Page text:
There are several themes in Winesburg, Ohio, by Sherwood Anderson. As listed with eNotes, the three themes are "rite of passage," "isolation and alienation" and "doubt and ambiguity."
A "theme" is defined as:
...a...repeated idea that is incorporated throughout a literary work...a thought or idea the author presents to the reader....
The theme that speaks most strongly to me is that of "alienation and isolation." The two characters in which this theme is most clearly seen are Enoch Robinson and Elizabeth Willard—George Willard's mother. Epoch Robinson is alienated not because of what he has experienced in this small town, but by what he experienced in New York before he moved to Winesburg.
Elizabeth Willard's sense of isolation comes from a feeling that others in her past knew her and her predicament in terms of the life she leads in Winesberg and cared about her. These were men who traveled through town and boarded at the Willard home.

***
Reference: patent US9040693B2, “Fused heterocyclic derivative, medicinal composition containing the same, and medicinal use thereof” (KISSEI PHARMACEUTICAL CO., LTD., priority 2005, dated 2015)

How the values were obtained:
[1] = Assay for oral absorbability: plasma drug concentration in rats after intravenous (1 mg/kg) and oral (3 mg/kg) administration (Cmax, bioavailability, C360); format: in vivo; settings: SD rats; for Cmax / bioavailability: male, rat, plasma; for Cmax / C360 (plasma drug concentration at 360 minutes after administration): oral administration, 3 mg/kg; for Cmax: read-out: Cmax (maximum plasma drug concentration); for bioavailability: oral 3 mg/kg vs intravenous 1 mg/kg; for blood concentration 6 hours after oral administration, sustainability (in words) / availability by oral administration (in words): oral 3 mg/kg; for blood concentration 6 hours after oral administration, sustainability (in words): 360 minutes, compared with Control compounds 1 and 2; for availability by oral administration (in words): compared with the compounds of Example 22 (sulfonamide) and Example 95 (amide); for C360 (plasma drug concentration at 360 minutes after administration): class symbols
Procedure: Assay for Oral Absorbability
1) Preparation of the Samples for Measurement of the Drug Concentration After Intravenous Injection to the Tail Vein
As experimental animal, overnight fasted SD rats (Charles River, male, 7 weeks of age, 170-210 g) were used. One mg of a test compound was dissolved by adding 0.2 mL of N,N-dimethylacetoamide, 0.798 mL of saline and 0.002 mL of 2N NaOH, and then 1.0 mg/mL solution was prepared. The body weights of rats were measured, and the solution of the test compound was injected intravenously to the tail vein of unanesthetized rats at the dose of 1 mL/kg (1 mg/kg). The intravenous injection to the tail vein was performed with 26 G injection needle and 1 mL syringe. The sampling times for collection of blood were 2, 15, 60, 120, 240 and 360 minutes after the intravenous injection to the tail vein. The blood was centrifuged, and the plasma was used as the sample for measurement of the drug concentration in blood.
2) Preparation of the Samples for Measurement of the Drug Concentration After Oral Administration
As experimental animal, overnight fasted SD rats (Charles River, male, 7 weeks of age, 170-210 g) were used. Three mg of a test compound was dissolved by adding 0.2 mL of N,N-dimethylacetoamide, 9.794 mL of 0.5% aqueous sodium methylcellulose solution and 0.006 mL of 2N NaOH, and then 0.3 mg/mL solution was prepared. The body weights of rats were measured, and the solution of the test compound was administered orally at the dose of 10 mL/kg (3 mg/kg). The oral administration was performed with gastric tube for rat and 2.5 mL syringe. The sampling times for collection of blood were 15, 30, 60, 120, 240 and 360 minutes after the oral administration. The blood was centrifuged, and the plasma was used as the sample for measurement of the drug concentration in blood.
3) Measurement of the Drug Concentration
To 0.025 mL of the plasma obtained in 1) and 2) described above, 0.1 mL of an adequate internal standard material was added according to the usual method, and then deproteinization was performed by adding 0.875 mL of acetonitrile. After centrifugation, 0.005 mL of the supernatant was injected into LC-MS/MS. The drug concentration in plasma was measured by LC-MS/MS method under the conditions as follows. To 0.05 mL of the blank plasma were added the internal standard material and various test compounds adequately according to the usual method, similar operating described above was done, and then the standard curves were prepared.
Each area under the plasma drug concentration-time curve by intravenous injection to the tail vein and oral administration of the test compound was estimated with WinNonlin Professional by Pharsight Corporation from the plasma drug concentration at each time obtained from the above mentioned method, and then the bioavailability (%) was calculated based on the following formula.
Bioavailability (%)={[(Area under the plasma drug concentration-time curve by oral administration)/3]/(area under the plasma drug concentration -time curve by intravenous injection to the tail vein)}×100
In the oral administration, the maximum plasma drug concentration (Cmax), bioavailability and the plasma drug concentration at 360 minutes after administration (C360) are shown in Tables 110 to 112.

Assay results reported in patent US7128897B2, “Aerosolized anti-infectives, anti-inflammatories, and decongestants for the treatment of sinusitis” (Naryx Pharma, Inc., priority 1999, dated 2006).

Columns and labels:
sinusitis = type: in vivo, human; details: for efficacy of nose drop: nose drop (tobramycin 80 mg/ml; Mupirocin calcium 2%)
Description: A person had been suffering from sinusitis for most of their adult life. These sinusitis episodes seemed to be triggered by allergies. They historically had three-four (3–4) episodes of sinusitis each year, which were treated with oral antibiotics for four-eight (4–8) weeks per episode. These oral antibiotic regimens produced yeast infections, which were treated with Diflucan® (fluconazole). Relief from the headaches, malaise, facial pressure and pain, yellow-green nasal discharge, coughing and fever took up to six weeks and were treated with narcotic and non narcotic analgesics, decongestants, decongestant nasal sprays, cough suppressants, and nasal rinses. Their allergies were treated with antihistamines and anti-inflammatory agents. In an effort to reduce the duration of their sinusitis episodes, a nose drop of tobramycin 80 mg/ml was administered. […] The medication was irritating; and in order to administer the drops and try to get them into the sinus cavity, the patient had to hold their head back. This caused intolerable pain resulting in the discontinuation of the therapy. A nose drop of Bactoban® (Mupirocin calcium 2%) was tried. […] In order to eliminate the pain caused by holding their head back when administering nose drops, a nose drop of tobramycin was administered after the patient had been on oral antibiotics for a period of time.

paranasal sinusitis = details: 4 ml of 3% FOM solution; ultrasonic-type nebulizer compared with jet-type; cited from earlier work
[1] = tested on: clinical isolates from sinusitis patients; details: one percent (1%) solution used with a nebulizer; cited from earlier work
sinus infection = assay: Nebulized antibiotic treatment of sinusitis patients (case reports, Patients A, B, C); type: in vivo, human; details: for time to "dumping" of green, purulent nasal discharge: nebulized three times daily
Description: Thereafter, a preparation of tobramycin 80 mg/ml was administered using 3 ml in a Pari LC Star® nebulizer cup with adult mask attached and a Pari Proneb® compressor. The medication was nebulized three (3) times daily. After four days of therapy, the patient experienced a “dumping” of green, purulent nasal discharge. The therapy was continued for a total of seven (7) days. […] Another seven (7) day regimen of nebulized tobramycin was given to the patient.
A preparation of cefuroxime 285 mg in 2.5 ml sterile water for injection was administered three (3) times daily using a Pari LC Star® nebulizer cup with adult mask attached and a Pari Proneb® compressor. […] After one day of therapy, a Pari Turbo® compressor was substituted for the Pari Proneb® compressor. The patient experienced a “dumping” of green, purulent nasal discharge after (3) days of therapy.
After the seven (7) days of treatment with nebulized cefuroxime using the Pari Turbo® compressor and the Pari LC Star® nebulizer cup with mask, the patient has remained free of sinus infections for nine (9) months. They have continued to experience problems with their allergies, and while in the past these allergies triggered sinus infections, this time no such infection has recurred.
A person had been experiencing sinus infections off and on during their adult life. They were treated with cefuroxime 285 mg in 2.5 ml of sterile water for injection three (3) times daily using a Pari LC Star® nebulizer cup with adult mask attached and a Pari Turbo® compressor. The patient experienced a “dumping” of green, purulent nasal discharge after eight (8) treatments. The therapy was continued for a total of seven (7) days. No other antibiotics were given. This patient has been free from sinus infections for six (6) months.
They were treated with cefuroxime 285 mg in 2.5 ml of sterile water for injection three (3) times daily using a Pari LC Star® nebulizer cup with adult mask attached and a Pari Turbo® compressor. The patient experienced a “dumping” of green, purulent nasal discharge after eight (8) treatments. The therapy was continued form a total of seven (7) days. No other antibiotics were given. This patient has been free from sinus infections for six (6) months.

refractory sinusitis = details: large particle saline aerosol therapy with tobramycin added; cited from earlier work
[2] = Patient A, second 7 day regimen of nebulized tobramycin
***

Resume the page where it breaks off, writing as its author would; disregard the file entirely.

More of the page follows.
They seemed to understand and sympathize with her.
In "Mother," she is now connected to no one. She removes herself to her room, rejecting the company of others. Her alienation is mostly of her own making, though one does not sense that it brings her happiness or satisfaction. This alienation includes Elizabeth's son, George.
In "Death," Elizabeth almost connects with Dr. Reefy, but when they are interrupted as they hug one another, the tenuous bond is broken, even though Dr. Reefy is in love with Elizabeth.
Doctor Reefy did not see the woman he had held in his arms again until after her death.
While the theme of "rite of passage" deals more distinctly with George Willard—the story's main character—the theme that seems most unsettling and impactful to me is that of "alienation and isolation."